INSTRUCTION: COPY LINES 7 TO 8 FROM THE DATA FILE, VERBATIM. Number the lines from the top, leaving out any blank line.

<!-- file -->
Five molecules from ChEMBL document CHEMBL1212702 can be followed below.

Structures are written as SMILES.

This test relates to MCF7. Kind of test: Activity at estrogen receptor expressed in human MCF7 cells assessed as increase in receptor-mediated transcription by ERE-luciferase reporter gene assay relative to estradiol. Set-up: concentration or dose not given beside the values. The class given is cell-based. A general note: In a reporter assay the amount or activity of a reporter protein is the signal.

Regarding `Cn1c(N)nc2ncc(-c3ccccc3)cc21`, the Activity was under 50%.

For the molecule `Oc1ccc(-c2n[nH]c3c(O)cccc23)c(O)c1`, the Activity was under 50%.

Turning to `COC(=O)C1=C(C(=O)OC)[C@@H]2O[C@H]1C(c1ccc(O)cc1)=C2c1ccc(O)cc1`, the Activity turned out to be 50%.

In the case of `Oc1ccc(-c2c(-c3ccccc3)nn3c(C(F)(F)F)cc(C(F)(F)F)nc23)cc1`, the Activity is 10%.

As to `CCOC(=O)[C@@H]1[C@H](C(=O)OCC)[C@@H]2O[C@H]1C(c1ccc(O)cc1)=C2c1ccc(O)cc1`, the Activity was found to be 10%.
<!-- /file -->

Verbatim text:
In the case of `Oc1ccc(-c2c(-c3ccccc3)nn3c(C(F)(F)F)cc(C(F)(F)F)nc23)cc1`, the Activity is 10%.

As to `CCOC(=O)[C@@H]1[C@H](C(=O)OCC)[C@@H]2O[C@H]1C(c1ccc(O)cc1)=C2c1ccc(O)cc1`, the Activity was found to be 10%.